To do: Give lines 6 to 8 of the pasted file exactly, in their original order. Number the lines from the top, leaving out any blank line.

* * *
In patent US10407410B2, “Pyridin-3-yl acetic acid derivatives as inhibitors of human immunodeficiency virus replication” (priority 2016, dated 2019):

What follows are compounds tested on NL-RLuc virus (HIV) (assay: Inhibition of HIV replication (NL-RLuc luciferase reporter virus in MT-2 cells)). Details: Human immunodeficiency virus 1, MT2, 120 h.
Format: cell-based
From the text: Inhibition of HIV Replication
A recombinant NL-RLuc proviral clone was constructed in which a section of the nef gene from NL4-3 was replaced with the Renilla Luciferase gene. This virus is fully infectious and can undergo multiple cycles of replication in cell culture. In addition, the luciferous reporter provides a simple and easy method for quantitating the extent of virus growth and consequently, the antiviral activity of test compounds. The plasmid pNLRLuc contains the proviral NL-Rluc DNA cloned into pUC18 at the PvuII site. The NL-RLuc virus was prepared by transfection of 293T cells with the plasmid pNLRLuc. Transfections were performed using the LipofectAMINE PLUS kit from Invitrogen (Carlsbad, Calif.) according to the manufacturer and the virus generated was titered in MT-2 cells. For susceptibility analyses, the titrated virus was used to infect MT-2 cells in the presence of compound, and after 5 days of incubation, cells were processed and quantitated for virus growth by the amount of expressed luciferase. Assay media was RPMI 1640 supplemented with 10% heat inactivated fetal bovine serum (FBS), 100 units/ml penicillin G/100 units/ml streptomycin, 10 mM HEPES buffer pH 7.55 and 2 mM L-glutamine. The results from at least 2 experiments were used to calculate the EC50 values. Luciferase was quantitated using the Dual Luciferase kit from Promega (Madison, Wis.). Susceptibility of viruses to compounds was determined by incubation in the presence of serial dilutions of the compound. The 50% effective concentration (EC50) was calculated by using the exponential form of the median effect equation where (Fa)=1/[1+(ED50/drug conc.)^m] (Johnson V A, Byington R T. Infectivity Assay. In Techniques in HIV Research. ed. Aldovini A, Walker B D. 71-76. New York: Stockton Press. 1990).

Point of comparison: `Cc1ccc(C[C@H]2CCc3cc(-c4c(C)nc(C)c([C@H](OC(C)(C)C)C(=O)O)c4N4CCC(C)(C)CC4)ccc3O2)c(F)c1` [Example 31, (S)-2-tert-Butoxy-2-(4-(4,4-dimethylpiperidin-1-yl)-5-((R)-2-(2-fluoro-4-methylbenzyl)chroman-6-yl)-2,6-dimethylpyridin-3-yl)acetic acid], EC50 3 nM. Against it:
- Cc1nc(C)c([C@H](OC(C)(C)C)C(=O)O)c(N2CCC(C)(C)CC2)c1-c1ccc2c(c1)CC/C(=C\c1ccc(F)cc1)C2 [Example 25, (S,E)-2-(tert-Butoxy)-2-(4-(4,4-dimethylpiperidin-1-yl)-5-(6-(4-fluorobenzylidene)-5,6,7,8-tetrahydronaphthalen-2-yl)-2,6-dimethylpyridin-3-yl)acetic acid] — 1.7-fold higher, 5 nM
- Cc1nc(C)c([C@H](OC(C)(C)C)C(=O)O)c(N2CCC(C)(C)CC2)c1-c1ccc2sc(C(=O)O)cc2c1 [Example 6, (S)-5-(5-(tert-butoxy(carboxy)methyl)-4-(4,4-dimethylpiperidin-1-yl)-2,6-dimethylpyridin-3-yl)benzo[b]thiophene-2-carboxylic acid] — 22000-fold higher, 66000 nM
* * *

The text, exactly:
Point of comparison: `Cc1ccc(C[C@H]2CCc3cc(-c4c(C)nc(C)c([C@H](OC(C)(C)C)C(=O)O)c4N4CCC(C)(C)CC4)ccc3O2)c(F)c1` [Example 31, (S)-2-tert-Butoxy-2-(4-(4,4-dimethylpiperidin-1-yl)-5-((R)-2-(2-fluoro-4-methylbenzyl)chroman-6-yl)-2,6-dimethylpyridin-3-yl)acetic acid], EC50 3 nM. Against it:
- Cc1nc(C)c([C@H](OC(C)(C)C)C(=O)O)c(N2CCC(C)(C)CC2)c1-c1ccc2c(c1)CC/C(=C\c1ccc(F)cc1)C2 [Example 25, (S,E)-2-(tert-Butoxy)-2-(4-(4,4-dimethylpiperidin-1-yl)-5-(6-(4-fluorobenzylidene)-5,6,7,8-tetrahydronaphthalen-2-yl)-2,6-dimethylpyridin-3-yl)acetic acid] — 1.7-fold higher, 5 nM
- Cc1nc(C)c([C@H](OC(C)(C)C)C(=O)O)c(N2CCC(C)(C)CC2)c1-c1ccc2sc(C(=O)O)cc2c1 [Example 6, (S)-5-(5-(tert-butoxy(carboxy)methyl)-4-(4,4-dimethylpiperidin-1-yl)-2,6-dimethylpyridin-3-yl)benzo[b]thiophene-2-carboxylic acid] — 22000-fold higher, 66000 nM